Piñol can encourage cutflower production in the highlands; global demand reportedly far outstrips supply. He can initiate R&D for propagating cacao for the production of premium, single-origin fine chocolate. The Malagos district, in Duterte’s very own Davao City, is now producing some of the finest chocolates. Vanilla also offers promise; some Pinoy entrepreneurs have successfully produced beans.

The Colombians are also cracking down on precursor substances used for producing cocaine. Some of the notorious Colombian traffickers reportedly went legit by setting up pharmaceutical enterprises and importing the necessary precursors.

Finally, Colombia is putting emphasis on the fact that the drug menace is a social problem, with harsh punishment reserved only for the notorious traffickers.

In our country, we have a popular saying about saving the user and jailing the pusher. It still makes sense, and it should guide Duterte’s war. Anti-narcotics cops are said to be drawing up a hit list of drug suspects. Fearing for their lives, neighborhood pushers are reportedly presenting themselves to police, promising to mend their ways.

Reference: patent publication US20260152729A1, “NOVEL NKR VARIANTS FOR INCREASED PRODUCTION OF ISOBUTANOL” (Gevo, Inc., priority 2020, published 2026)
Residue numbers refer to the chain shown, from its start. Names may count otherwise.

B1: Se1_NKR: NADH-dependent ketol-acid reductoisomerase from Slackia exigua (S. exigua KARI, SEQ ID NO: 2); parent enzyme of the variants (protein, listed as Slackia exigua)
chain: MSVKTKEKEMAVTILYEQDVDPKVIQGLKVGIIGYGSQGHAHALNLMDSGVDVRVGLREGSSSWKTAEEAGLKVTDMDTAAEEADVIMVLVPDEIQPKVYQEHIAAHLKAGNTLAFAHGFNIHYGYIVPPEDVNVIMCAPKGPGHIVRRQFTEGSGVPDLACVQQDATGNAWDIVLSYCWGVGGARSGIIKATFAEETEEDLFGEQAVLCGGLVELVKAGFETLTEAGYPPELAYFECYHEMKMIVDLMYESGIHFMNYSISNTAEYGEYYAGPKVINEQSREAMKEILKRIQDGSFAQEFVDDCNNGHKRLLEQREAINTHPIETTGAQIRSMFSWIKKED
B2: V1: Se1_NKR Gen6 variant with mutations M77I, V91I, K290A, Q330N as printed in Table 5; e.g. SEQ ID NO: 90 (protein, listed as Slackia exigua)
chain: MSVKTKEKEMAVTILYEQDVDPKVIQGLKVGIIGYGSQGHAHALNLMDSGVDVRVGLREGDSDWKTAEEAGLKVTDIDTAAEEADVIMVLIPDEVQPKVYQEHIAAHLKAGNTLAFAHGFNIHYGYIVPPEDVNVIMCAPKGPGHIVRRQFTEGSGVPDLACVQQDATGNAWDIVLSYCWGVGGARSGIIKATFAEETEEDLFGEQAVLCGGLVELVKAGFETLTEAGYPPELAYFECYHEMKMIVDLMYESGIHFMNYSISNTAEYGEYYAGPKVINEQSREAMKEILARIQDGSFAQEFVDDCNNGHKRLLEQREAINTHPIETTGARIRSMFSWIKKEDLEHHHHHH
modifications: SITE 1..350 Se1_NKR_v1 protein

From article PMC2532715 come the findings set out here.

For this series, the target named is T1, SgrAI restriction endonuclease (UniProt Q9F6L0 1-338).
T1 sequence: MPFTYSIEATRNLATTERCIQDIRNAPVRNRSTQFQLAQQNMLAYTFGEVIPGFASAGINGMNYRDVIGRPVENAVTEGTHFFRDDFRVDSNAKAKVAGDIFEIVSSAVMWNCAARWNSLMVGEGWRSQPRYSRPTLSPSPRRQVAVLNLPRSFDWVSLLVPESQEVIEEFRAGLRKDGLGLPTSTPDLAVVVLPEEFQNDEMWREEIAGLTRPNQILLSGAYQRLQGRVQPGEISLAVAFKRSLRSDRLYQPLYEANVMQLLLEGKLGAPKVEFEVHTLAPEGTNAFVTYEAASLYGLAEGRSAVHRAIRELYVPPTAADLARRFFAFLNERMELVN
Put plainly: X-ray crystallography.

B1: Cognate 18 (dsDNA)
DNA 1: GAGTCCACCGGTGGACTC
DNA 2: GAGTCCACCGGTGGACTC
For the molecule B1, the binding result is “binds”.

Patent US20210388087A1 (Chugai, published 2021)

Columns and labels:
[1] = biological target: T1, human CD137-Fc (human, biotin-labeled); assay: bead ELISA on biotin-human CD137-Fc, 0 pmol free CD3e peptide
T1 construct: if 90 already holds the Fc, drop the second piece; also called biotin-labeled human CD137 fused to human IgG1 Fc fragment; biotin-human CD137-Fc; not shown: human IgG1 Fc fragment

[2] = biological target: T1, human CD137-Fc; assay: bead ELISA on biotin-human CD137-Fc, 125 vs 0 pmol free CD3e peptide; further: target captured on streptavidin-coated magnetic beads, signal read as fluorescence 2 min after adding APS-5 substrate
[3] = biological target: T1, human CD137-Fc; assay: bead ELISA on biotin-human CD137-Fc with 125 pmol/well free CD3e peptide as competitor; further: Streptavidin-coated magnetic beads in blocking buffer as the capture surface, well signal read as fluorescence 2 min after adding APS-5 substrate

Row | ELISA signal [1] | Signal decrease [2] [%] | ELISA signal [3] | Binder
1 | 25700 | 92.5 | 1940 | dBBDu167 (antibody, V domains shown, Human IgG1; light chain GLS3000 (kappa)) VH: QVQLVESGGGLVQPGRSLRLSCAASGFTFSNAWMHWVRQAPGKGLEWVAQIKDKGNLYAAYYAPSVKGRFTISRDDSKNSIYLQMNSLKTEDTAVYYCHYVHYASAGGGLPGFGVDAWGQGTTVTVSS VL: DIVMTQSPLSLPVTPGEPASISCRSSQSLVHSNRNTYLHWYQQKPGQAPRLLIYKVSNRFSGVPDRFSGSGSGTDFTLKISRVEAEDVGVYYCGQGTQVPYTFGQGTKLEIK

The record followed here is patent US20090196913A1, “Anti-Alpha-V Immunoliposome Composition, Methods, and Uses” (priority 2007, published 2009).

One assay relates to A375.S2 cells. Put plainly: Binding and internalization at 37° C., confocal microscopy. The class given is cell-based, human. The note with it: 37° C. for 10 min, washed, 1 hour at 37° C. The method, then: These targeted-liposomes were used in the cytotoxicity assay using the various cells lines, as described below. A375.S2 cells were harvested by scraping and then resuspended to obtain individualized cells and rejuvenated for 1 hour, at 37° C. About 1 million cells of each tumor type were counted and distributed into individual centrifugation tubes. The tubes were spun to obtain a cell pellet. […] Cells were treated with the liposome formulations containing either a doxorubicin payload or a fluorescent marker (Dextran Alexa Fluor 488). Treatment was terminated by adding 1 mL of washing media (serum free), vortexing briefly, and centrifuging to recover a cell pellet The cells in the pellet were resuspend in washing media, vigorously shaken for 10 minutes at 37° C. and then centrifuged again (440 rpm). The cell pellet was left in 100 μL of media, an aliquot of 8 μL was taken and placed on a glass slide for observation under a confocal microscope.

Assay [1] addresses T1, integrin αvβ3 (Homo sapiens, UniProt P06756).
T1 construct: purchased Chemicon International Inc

Whether the major traffickers will be cowed in the same way remains to be seen. Money drives the drug trade. Pinoys risk their lives to work as drug mules overseas because of the big money that can be earned quickly. People will kill or be killed for that kind of money.

Drug traffickers need to be sustained by a network of workers. Apart from the iron-hand approach to the war on drugs, Duterte will have to offer that network an attractive alternative to a life of crime.

And he will have to initiate programs to curb the demand for drugs. This aspect of the problem tends to ignore the threat of mass execution.